My wonderful editor, Maria http://twitter.com/Maria7627

 

My dear friend and beta reader, Alison DeLuca (author of The Night Watchman Express & Devil’s Kitchen and senior editor at Fantasy Island Book Publishing)

http://twitter.com/AlisonDeLuca

Author Spotlight: Roger Grubbs (and A Fab Contest)

I have two, yes two, really special treats for you today (so make sure you read all the way to the end!); I’m so pleased to welcome Roger Grubbs, author of over 38 books, to my blog today.

Welcome, Roger. Could you please tell us when you started writing and where you get your inspiration from?

Actually I began my writing career in 1979 as a market analyst.  In order to get my information in the hands of my clients, I was forced to learn the art of writing.  The next step was to market my services.  To be truthful, copywriting helped boost my career.  That is one of the toughest things to write.  There is a limited amount of space and so much to tell in order for it to be successful.  I became interested in writing novels in 2008.  Since then, I have written thirty-eight books, some of which have not yet been released.  I find that editing is the most difficult process to do before releasing a novel.  Writing stories seems to be a breeze for me because I enjoy it.  I feel it shows because my readers like them too.  

What inspires me the most is ‘good’ winning out over ‘evil’.  I have seen a lot of injustices in the world, and because of that I choose to write about characters that are instrumental in bringing about justice.  This motivates me and is expressed throughout my works.  My readers generally love the endings of my stories and are ready to read another one of my books when they finish.  

I’m sure our readers would love to know, of all the books you have written, what is your favourite and why?

I’m sorry but I have trouble picking just one, but I will choose three of my favorites if that is okay with you.  The Twelve SEALs was written to create awareness about the global problem of human trafficking.  I have just finished the 5th book in that series.  A team of former Navy SEALs is bringing about justice for the victims.  Survival is another book that readers love.  The story is centered about two young people of different social circles that really like each other.  But because of peer pressure, they have been unable to have a relationship.  After being stranded on a desolate island, that barrier is broken down.  Still they have a problem with telling each other that they are in love.  I cannot tell you how that turns out; you will just have to read the story.  Be prepared for a surprise ending.  The third book that I consider one of my favorites is A Mountain’s Secret.  There are four major plots going on at the same time in this Adventure Series.  The book ends in dramatic fashion when a storm prevents Dr. Andrew Rogers and his two companions from leaving Mt. Ararat.  There is something strange about this mountain that holds its visitors captive.  It is a test of endurance.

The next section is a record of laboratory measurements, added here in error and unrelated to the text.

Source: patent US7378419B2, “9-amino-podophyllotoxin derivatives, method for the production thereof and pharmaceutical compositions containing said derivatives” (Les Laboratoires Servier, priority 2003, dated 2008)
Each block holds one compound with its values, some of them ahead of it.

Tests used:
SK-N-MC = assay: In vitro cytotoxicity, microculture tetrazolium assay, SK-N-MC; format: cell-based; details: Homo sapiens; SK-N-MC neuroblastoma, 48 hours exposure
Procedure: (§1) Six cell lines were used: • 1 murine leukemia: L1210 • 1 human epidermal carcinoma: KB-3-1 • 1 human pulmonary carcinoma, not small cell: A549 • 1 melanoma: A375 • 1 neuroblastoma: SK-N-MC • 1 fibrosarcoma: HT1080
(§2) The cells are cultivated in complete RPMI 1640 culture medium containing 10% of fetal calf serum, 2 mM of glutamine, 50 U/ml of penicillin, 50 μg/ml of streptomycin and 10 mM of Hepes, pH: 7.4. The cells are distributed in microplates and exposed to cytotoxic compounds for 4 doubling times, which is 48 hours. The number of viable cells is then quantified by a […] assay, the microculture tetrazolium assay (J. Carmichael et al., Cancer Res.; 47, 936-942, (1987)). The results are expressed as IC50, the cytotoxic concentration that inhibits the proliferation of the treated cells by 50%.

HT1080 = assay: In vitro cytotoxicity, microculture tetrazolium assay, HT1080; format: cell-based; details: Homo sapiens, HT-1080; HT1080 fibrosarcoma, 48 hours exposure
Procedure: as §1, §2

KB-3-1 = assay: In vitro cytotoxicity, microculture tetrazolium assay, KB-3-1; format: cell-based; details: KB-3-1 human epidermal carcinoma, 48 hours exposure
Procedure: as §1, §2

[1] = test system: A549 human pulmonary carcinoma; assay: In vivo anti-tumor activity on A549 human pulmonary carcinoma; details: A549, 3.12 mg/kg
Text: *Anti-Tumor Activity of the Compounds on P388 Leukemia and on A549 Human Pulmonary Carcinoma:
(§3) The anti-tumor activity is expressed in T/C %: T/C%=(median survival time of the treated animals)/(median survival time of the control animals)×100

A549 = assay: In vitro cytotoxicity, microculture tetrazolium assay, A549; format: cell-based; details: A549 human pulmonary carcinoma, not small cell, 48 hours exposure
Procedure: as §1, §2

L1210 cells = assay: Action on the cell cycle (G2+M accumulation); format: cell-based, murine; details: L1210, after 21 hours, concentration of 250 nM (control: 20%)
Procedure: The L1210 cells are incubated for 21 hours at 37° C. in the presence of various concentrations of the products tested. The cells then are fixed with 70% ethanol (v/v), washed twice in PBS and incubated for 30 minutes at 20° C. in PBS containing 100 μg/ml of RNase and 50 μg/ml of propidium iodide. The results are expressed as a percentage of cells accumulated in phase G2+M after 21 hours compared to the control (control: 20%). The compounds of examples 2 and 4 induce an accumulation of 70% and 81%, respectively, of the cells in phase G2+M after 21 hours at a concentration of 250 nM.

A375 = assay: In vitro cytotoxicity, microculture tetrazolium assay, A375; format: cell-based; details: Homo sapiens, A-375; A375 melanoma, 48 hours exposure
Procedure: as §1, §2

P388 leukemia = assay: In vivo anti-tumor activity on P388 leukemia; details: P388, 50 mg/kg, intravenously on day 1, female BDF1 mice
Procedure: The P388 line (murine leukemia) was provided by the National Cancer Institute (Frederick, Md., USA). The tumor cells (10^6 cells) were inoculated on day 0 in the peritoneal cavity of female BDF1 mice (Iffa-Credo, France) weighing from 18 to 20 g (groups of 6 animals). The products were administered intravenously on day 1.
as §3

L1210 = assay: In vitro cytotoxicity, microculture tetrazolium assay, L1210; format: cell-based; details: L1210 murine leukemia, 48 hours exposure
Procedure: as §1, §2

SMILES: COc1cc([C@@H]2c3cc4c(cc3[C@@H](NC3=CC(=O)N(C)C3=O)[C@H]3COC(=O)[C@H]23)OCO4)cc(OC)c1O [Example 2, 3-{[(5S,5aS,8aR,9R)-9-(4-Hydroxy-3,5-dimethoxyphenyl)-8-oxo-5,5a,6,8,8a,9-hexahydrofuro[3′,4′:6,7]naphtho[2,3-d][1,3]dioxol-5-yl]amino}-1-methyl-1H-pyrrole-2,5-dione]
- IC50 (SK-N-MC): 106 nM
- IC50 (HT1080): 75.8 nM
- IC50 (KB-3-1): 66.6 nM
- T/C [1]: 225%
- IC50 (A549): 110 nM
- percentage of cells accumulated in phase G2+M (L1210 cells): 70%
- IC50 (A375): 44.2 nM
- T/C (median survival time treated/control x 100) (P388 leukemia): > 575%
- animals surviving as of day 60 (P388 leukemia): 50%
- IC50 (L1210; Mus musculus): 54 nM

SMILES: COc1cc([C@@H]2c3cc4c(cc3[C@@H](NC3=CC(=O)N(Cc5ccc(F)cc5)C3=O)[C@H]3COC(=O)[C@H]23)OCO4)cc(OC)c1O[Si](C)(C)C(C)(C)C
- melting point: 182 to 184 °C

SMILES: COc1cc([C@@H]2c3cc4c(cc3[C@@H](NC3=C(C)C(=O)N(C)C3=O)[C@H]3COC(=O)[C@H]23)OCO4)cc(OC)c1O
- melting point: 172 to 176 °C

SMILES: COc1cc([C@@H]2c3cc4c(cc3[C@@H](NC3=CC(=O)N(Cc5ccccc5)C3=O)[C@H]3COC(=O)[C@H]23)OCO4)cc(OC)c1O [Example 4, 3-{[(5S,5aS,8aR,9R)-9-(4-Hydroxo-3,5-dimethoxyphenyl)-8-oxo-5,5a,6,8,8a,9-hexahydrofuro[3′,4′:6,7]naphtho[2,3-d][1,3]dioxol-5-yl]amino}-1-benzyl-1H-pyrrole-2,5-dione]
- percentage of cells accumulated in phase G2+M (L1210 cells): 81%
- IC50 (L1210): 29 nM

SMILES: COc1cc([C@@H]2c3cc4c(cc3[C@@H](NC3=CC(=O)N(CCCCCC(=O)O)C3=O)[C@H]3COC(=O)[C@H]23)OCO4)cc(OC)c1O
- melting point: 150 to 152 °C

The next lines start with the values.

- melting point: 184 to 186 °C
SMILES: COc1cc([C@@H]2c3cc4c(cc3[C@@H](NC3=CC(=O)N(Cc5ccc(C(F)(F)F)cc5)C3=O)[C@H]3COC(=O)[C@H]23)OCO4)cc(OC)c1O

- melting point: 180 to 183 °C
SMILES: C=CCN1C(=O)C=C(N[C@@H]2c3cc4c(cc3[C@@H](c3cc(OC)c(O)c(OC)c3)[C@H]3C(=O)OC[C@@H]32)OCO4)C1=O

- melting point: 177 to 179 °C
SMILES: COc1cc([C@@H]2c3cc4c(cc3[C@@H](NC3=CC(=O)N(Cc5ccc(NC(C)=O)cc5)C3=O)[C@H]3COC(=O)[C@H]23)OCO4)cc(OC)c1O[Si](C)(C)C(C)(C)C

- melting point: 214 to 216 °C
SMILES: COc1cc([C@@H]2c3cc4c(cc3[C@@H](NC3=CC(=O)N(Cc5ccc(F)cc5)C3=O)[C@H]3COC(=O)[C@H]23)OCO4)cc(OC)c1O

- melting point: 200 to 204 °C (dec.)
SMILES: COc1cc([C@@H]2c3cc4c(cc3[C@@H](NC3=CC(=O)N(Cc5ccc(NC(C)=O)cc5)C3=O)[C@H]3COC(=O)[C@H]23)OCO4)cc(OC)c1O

I can understand how difficult it is to pick just one out of 38! I’m curious – have you based any of your characters on yourself?

I would have to admit there is a little bit of me in all of my main characters.  I determined long ago that the best way to live a successful life is to stand for truth, justice, and honor.  My goal is for my characters to be good role models for everyone, especially young people.  It really makes me feel good when they get involved with the characters and want to imitate what they see.  Once they do that, they will follow them in the series if there is one.  Some of my single titles are so strong that readers return to them over and over again.  It is nice to see them enjoying those stories and characters.  

If you were to give one tip to an aspiring author, what would it be?

Always consider the reader.  I consider the most important aspect of my novels to be presenting the story and characters in a way that will be entertaining and interesting.  I refuse to bore my readers.  That is one of the things that kept me from reading more during my younger days.  If our novels are not capable of keeping the reader involved, then do not release it.  Put it aside, and work on another one.  Most importantly, do not become discouraged.  It takes time for a new author to reach the level of notoriety.  Patience is the key.  

That’s great advice there!

Now I happen to know a couple of random things about you, like you go weak at the knees for homemade meatloaf and sweet tea with plain cake and fresh strawberries on the side, is that true?